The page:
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Second Parent Adoptions in the Gay Community

Christine J. Klein, Esq.

December 2009

Recently, I received a telephone call from a woman asking for help because she thought she might lose her child. She and her partner were breaking up and she had never adopted the child they had conceived and raised together. I then had to deliver the heartbreaking news that she was absolutely correct. She was going to lose her daughter and there was nothing I could do to help. As the non-biological parent, she had no right to the child she had raised since its birth, not even visitation rights.

I wish I could say this is the first time this has happened, but it is a devastating reality in our community and it happens far too often. Under the current law in the State of New York, a second parent, who does not adopt, has no legal rights. If a couple breaks up, the biological parent will have sole custody and the non-biological parent has no standing to seek either custody or visitation. If the biological parent dies without a will, his or her family can be given custody of the child. Moreover, a known sperm donor or surrogate could also seek custody of the child. Without an adoption to terminate their parental rights, surrogates and donors have the right to seek custody and visitation, regardless of any contract you may have with them.

But this can be prevented. A second-parent adoption can protect your family and should be part of a family plan, right from the start. An adoption will give the non-biological parent all the rights and responsibilities of any other parent. If the couple breaks up, custody and child support issues will be determined by the same rules that apply to all parents. If one partner dies, the other parent will retain custody of the child(ren). As part of the adoption process, the donor or surrogate signs their consent and surrenders any legal rights.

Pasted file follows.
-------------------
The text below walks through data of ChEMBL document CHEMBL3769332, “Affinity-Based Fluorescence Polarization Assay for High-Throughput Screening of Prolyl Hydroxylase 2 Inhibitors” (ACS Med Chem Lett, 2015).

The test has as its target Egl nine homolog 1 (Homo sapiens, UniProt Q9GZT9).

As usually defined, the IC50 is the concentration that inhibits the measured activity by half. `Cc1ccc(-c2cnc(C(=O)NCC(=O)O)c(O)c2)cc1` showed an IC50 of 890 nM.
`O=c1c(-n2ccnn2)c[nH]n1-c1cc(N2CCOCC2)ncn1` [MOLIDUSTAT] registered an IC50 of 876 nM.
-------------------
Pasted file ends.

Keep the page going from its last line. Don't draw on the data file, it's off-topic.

Many delay adopting, because they believe that they will never break up. But breakups do happen and to couples we never thought it would. Another reason people put it off is because they think that a will, leaving custody to the non-biological parent is enough protection if their partner dies. But a will could be challenged later or a technical defect might prevent the Court from probating the will. The Court will then determine what is in the "best interest" of the child. Do you want to leave your rights as a parent to the judgment of a judge?

It is easy to protect yourself and your family. A second-parent adoption is a simple process by which your attorney will prepare and submit the necessary documentation to the court. After a brief home study, and approximately four to six months later, you will appear in court and the judge will, in most cases, sign the Order granting the adoption. Both parents will now enjoy the benefits and share the legal and financial responsibilities of parenthood. You will have protected yourself, your partner and your children.

Christine J. Klein has been practicing law in the New York area for more than 12 years. She has a general family law practice, focusing on issues which affect the LGBT community, including adoption, reproductive law, child custody, dissolution of marriage and civil unions, cohabitation agreements and more.

Estate Planning for the LGBT Community

Christine J. Klein, Esq.

June 2011

Estate planning is important for all couples and singles, regardless of sexuality or gender identity. But for members of the LGBT community, it can be absolutely critical.

LGBT families need to be protected, even more than heterosexual families, simply because we do not have the same automatic safeguards that other married couples do in this country. What is more, many members of the LGBT community are estranged from their families. Because our family structure is often "non-traditional," we need to take extra care to be certain that the people we love are provided for when we are gone.